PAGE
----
Thursday, June 29, 2006

Ho, Ho, Holy

Every so often, God slips me a stocking stuffer. Stocking stuffers are those little gifts that he gives me just to let me know he still up there. He's still watching, still listening. He still hears my heart even when I'm ignoring it. He still loves me and knows me. Even when I'm not wondering. Or wandering.

Stocking stuffers are sometimes an earth-shattering sunset, sometimes an ordained "coincidence" that only I will catch, sometimes the punchline to one of our inside jokes, sometimes the answer to a prayer I forgot I prayed or a found object I forgot I lost, a nudge to call someone out of the blue that leads to ministry, the perfect Bible passage to fit my situation.

Tonight's stocking stuffer was a song. A random song. A B-side on the If You Say Go album by Vineyard Music. Not really a song I paid much attention to when the CD was in heavy rotation around these parts. It's called "Make Me Whole" by Rachel Milstead, easily one of my favorite voices in Christian music. The bridge (or channel B, or whatever it is), "you carry me when I can't walk," was repeating over and over in my head as I milled around the kitchen cooking my grilled-cheese-sandwich dinner. So, I popped the CD in after dinner and memorized it. Four words: Ri Dic U Lous. I was lost in worship by the second line. If you get a chance, check out the CD and the song. Here are the lyrics:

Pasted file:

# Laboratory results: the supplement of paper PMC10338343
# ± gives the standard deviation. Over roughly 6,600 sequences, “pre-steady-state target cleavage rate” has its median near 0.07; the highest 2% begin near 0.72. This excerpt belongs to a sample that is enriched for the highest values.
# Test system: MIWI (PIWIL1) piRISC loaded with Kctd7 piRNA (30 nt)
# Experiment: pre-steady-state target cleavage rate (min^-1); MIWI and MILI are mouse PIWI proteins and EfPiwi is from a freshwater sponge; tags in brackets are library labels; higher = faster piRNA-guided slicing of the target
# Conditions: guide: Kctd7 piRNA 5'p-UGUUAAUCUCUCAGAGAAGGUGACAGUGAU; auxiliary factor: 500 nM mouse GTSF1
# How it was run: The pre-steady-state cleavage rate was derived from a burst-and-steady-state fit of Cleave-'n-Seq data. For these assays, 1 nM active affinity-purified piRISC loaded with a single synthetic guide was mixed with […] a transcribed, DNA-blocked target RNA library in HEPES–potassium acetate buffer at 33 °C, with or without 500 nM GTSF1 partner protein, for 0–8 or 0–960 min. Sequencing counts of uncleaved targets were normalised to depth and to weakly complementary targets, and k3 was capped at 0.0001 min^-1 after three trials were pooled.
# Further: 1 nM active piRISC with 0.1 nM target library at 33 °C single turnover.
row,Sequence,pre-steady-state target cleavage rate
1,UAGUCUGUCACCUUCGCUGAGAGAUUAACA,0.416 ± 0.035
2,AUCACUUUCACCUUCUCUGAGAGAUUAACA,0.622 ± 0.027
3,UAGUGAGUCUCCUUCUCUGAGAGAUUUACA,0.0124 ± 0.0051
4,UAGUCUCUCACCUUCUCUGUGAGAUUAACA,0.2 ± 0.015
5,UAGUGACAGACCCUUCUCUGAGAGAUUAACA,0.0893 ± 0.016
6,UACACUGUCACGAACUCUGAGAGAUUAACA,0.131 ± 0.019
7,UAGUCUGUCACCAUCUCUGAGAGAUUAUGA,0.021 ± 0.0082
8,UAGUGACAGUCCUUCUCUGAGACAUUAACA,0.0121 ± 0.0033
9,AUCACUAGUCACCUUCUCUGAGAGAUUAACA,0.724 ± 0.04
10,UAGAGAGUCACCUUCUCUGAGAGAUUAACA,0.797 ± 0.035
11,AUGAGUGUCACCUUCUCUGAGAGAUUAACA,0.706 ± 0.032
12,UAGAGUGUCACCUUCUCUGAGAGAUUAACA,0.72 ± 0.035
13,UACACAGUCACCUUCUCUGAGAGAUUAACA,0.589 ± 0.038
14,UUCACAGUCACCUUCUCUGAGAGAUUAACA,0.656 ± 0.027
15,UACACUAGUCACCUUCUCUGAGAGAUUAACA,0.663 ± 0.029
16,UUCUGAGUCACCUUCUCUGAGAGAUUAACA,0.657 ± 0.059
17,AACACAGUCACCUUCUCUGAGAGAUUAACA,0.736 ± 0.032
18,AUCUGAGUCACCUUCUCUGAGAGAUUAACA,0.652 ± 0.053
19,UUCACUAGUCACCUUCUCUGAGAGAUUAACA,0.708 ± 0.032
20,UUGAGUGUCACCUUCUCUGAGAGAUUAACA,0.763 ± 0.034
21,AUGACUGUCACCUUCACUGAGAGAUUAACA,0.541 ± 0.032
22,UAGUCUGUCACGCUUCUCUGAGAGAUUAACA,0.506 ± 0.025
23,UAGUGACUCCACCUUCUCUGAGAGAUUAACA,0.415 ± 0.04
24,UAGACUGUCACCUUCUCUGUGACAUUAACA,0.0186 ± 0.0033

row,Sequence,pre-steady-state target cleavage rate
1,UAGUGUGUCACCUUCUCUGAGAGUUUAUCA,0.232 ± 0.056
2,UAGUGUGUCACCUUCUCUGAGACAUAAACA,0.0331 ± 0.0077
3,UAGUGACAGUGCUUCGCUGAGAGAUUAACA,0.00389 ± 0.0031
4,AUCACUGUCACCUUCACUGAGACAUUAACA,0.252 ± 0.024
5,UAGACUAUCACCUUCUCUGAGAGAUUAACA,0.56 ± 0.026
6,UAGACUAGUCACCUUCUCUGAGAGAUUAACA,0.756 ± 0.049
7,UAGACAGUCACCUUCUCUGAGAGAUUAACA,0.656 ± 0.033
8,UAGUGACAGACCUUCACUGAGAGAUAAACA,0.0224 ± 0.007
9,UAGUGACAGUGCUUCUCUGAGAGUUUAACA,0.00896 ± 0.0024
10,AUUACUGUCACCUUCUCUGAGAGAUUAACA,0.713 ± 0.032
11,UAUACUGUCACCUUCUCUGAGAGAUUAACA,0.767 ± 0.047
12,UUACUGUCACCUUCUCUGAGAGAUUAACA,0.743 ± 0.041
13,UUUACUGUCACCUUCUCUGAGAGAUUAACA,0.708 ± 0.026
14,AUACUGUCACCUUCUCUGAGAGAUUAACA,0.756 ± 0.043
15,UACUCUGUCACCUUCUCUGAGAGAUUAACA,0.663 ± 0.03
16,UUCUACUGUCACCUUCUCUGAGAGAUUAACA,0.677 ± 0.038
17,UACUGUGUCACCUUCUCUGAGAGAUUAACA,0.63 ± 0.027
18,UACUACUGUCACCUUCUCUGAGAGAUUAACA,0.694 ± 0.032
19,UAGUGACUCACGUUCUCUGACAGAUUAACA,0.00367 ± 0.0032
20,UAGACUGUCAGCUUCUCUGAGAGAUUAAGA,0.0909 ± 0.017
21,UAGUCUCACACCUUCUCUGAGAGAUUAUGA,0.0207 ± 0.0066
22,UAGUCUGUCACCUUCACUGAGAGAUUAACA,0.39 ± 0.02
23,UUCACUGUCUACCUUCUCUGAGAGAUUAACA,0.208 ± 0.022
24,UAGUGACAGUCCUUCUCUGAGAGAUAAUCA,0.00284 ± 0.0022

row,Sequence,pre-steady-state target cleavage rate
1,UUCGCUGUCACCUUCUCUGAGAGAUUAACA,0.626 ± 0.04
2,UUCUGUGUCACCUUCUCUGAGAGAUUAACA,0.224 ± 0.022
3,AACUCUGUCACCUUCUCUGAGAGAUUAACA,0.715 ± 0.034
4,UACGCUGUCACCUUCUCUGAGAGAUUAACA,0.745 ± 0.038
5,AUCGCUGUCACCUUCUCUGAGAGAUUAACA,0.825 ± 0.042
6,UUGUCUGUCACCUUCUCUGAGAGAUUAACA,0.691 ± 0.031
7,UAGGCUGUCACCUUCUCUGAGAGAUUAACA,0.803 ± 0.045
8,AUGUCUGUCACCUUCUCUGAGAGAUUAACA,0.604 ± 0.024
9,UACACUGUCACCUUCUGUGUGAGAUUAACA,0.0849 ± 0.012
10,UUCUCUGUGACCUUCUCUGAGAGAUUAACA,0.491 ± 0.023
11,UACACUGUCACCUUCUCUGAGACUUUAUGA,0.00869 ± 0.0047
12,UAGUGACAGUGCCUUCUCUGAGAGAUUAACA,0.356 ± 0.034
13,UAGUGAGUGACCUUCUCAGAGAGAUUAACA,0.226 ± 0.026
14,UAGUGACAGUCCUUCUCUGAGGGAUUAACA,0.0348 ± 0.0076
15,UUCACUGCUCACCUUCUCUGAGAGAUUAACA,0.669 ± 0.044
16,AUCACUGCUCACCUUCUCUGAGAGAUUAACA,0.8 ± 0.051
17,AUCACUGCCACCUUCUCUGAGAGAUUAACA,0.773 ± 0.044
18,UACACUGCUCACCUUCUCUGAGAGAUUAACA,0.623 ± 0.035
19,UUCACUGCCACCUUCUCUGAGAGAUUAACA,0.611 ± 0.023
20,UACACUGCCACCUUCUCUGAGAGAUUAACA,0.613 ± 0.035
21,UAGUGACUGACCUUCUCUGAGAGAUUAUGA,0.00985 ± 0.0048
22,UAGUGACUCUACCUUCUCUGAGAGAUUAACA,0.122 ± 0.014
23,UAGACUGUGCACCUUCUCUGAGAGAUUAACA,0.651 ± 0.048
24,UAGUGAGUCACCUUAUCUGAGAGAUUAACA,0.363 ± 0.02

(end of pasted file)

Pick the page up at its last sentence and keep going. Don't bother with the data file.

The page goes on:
You're the shelter of my soul
Through every drought and storm
When life leaves me worn and cold
You shelter me and peace flows
You shelter me and peace flows

Breath of God spring new life
Spirit move through my bones
Holy Love embrace me
Stir my heart wake my soul
Bring new life and make me whole

You're the light in my dark
Through seasons all alone
When my strength wanes and fails me
You carry me when I can't walk
You carry me when I can't walk
Oh carry me when I can't walk

Breath of God spring new life
Spirit move through my bones
Holy Love embrace me
Stir my heart wake my soul
Bring new life and make me whole

Sunday, June 25, 2006

Peace Out!

There are a lot of great things in my life that I take for granted.

One of the greatest and most indispensable is peace. It's something that God placed in the original Dennis recipe. It's not a given for everyone. God reminds me of that daily as I walk through my life. The Bible lists peace among the Fruits of the Spirit, but it's just as much of a Gift.